Written by Sarah Boseley, Health editor, The Guardian
Researchers say they have found a strong association between consuming higher levels of sugar and depression in men – a link not mirrored in women
Men who consume a lot of added sugar in drinks, cakes and confectionery run an increased risk of depression, according to a new study.
Researchers from University College London (UCL) looked at sugar in the diet and common mental health problems in a very large cohort of 5,000 men and 2,000 women recruited for the Whitehall II study in the 1980s.
They found a strong association between consuming higher levels of sugar and depression in men. Men with the highest intake – more than 67g a day – had a 23% increased chance of suffering a common mental disorder after five years than those who consumed the lowest levels of sugar – less than 39.5g.
The researchers investigated whether men might be eating more sugary foods because they were depressed, but found that was not the case.
Lead author Anika Knüppel, of the UCL Institute of Epidemiology and Health, said: “High sugar diets have a number of influences on our health but our study shows that there might also be a link between sugar and mood disorders, particularly among men. There are numerous factors that influence chances for mood disorders, but having a diet high in sugary foods and drinks might be the straw that breaks the camel’s back.
“The study found no link between sugar intake and new mood disorders in women and it is unclear why. More research is needed to test the sugar-depression effect in large population samples.
“There is increasing evidence for the physical damage sugar has on our health. Our work suggests an additional mental health effect. This further supports the evidence for policy action such as the new sugar levy in the UK, but this is not addressed in many other European countries.”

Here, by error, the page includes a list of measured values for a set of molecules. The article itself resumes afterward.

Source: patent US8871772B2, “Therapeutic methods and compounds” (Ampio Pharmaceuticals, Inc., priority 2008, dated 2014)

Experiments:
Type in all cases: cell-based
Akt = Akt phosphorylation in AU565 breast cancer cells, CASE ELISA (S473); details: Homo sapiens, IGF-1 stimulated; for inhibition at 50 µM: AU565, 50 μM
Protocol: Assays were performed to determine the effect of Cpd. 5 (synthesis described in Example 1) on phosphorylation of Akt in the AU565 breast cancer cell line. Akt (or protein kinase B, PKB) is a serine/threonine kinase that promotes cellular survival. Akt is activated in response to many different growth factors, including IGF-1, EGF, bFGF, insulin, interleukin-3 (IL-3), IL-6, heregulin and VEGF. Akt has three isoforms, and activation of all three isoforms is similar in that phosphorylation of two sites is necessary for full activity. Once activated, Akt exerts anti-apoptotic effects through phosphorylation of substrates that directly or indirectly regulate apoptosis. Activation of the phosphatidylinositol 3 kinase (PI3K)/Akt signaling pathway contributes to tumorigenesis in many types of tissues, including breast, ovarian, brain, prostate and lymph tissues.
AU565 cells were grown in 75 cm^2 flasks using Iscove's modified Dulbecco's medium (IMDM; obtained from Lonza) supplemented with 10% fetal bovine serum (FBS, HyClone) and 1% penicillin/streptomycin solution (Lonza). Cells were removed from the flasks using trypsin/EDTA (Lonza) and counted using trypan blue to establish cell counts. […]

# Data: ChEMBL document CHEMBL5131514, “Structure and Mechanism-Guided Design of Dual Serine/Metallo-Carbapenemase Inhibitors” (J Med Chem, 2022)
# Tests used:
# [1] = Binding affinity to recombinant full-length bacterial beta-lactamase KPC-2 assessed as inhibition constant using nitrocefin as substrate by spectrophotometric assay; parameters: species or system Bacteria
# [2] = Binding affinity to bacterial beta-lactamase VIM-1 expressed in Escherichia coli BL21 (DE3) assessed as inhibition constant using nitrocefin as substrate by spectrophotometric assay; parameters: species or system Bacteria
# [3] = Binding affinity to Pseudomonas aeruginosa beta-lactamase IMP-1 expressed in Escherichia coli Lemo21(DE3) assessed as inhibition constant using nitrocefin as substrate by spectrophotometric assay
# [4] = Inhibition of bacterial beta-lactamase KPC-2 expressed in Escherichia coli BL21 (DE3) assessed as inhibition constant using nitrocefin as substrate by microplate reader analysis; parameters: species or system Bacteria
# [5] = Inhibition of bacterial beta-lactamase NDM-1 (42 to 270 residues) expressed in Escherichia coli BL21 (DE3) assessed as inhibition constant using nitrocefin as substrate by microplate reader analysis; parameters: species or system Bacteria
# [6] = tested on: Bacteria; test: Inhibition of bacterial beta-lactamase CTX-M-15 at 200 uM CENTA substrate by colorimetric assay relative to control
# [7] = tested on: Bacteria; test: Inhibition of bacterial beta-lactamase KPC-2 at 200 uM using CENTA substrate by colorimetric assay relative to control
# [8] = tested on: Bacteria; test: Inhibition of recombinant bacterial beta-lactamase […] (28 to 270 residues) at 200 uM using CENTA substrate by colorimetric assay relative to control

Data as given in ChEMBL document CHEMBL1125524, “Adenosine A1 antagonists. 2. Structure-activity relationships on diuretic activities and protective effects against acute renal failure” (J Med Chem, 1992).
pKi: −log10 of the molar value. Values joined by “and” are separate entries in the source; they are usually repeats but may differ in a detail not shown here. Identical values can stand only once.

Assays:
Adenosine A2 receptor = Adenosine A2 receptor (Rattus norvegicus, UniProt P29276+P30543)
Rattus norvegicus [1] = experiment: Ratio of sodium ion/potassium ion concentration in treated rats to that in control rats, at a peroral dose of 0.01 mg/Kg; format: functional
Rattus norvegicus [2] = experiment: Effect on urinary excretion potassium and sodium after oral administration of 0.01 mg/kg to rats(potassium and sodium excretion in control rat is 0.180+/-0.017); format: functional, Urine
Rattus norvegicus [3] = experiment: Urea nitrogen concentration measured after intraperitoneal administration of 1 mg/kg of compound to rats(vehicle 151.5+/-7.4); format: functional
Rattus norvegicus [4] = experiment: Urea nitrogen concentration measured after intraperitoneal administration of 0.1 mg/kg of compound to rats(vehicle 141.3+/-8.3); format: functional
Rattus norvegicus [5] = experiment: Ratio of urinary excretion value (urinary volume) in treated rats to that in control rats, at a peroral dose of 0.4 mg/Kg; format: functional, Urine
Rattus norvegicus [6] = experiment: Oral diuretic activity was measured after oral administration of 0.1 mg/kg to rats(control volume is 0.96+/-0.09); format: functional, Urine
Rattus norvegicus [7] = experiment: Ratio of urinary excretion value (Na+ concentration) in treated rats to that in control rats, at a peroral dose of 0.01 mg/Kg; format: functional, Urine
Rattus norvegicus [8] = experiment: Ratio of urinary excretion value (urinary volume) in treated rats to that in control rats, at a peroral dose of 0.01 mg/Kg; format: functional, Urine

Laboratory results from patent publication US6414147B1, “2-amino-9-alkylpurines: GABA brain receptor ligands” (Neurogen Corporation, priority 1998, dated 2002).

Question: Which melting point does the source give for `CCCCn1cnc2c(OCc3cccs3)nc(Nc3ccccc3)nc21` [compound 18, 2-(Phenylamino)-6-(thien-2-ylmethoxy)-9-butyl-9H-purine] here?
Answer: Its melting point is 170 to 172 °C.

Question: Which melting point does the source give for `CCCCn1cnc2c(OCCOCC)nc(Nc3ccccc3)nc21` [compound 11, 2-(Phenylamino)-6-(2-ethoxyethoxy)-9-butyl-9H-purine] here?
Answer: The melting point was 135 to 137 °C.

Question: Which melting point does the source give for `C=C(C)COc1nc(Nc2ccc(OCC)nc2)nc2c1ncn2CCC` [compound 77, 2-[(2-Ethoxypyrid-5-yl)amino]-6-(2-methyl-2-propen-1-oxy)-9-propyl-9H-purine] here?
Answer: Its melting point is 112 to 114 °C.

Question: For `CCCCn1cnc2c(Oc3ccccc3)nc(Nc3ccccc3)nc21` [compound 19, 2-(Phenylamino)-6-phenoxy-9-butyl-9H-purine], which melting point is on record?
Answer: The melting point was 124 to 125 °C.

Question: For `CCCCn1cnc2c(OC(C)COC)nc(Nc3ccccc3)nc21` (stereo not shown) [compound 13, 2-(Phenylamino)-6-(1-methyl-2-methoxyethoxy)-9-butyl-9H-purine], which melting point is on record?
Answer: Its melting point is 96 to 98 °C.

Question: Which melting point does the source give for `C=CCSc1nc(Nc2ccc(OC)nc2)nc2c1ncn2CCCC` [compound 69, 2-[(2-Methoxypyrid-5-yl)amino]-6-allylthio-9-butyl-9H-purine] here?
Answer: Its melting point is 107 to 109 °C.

The paper, published in the journal Scientific Reports, is not the first to suggest the link. Knüppel said there had been at least three previous pieces of research that supported their findings.
People’s sugar intake and their mental health were measured through questionnaires. One of the problems with dietary studies is that people tend not to tell the whole truth about what they eat. But, she said, “it is quite unlikely that people over-report what they eat.” So if anything, they would be seeing less of an effect that there really is.
The results in men were very strong, but were not as strong in women. One of the reasons could be that women are under-represented in the study, which recruited civil servants in the 1980s. But national dietary surveys also suggest that men consume more sugar than women do, in spite of the popular assumptions about “Bridget Jones sitting there with her ice-cream bucket”, said Knüppel.
Rob Howard, professor of old age psychiatry at UCL, said: “This study is important because it is the first to be able to show that an increase in risk of about a quarter in common mental disorders – mostly mild anxiety and depression – in men who eat the most sugar cannot be explained by those who were already anxious or depressed using sugar as a form of comfort.” But the association was complicated and further studies would be needed, he added.
Tom Sanders, professor emeritus of nutrition and dietetics at King’s College London, had reservations, pointing out a large number of factors that could influence the result, including low socioeconomic status, smoking habits and obesity. The authors had tried to take these into account but, he said, “there still is a risk of residual confounding [factors]”.
“From a scientific standpoint it is difficult to see how sugar in food would differ from other sources of carbohydrate on mental health, as both are broken down to simple sugars in the gut before absorption and the glycemic index of sugar is less than refined starchy foods such as white bread and rice,” he said.
Professor Eric Brunner, also from the UCL Institute and senior author of the paper, said: “Our findings provide yet further evidence that sugary foods and drinks are best avoided. The new sugar tax on soft drinks, which will take effect in April 2018, is a step in the right direction. The physical and mental health of British people deserves some protection from the commercial forces which exploit the human ‘sweet tooth’.”
Keywords; sugar, depression, nutrition, diet